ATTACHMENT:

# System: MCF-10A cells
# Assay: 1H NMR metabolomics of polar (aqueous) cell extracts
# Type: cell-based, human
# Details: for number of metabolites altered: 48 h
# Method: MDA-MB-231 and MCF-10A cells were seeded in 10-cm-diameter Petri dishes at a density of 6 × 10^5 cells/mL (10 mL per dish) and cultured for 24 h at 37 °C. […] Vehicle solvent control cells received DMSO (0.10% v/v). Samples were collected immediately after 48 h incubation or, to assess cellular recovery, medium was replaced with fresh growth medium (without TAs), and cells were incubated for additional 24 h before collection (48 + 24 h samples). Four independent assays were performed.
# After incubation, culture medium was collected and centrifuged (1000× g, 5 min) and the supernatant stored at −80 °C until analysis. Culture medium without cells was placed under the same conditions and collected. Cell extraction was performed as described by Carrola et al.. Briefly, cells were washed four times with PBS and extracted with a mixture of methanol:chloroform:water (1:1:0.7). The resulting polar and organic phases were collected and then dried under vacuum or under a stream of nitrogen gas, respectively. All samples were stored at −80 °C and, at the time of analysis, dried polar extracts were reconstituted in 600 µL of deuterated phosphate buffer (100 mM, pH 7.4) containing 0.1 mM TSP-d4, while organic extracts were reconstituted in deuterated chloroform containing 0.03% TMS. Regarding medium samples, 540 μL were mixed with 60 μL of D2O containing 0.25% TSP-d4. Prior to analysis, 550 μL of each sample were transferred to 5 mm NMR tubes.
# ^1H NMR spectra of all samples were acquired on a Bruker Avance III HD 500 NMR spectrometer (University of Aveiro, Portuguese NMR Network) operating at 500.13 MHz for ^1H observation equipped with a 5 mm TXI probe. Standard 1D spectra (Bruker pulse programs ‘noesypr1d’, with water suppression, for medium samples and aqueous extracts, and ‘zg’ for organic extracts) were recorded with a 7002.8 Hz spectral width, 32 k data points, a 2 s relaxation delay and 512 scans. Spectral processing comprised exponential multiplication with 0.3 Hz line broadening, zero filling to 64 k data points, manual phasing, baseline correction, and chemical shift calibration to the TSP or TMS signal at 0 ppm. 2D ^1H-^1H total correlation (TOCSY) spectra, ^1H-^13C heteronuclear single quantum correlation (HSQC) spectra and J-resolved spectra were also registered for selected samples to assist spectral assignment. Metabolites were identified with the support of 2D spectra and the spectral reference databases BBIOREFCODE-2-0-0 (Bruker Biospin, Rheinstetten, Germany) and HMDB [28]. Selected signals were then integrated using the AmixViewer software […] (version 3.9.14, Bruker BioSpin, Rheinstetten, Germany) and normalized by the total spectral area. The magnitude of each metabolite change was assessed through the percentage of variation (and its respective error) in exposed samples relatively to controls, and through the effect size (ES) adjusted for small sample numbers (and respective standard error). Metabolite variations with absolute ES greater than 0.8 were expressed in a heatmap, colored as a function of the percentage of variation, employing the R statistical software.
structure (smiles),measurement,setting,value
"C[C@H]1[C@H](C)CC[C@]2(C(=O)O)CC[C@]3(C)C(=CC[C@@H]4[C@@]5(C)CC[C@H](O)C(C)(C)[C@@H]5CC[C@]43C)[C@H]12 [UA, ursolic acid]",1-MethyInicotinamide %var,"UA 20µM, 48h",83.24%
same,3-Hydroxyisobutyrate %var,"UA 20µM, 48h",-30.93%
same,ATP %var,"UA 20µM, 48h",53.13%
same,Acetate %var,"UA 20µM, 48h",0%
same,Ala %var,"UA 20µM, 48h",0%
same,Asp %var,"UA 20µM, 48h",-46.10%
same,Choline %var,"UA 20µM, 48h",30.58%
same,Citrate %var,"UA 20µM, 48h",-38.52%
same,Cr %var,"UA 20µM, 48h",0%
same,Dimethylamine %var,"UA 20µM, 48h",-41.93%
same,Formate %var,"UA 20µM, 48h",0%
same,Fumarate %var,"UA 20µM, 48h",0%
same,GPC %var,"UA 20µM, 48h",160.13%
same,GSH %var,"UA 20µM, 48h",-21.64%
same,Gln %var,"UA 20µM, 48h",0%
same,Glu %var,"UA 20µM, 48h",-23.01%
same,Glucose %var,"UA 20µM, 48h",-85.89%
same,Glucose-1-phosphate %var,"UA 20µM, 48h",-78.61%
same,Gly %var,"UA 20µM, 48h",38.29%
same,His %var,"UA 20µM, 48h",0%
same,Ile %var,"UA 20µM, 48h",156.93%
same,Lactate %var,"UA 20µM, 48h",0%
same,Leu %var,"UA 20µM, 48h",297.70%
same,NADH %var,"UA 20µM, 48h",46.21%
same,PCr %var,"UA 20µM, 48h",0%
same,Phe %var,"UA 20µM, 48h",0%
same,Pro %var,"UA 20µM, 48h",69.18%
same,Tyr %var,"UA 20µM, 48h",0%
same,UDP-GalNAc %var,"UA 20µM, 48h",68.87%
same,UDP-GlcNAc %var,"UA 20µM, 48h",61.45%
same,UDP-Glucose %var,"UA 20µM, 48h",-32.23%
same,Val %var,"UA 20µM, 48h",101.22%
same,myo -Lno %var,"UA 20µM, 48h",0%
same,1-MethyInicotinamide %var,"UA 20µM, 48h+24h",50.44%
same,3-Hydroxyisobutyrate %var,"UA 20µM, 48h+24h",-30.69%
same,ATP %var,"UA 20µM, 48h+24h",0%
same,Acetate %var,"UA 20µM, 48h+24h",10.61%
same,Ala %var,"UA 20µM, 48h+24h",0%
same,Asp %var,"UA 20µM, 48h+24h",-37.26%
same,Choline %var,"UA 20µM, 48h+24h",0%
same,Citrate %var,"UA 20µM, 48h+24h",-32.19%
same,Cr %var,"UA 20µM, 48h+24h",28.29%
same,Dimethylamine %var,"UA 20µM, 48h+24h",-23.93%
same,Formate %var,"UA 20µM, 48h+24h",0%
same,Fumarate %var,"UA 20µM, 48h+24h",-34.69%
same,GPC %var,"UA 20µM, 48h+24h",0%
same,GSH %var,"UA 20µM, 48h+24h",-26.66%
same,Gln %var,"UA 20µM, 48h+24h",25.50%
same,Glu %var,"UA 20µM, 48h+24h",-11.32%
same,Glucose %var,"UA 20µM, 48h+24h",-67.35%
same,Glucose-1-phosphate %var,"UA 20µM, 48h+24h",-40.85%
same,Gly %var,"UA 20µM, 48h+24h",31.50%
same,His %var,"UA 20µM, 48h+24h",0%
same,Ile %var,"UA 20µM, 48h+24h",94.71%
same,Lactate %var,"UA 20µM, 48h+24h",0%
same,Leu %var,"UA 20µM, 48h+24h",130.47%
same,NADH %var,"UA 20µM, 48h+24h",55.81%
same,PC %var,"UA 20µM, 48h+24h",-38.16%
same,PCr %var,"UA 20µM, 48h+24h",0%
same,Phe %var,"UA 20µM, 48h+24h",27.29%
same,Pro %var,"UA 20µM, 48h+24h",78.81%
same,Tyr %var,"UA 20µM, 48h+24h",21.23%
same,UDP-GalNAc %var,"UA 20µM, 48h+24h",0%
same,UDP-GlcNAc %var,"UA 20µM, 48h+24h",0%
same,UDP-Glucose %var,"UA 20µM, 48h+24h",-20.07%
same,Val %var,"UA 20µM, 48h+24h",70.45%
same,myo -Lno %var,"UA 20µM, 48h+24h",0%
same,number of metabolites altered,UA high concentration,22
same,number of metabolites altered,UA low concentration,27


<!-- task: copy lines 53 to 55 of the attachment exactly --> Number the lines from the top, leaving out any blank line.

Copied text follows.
same,Fumarate %var,"UA 20µM, 48h+24h",-34.69%
same,GPC %var,"UA 20µM, 48h+24h",0%
same,GSH %var,"UA 20µM, 48h+24h",-26.66%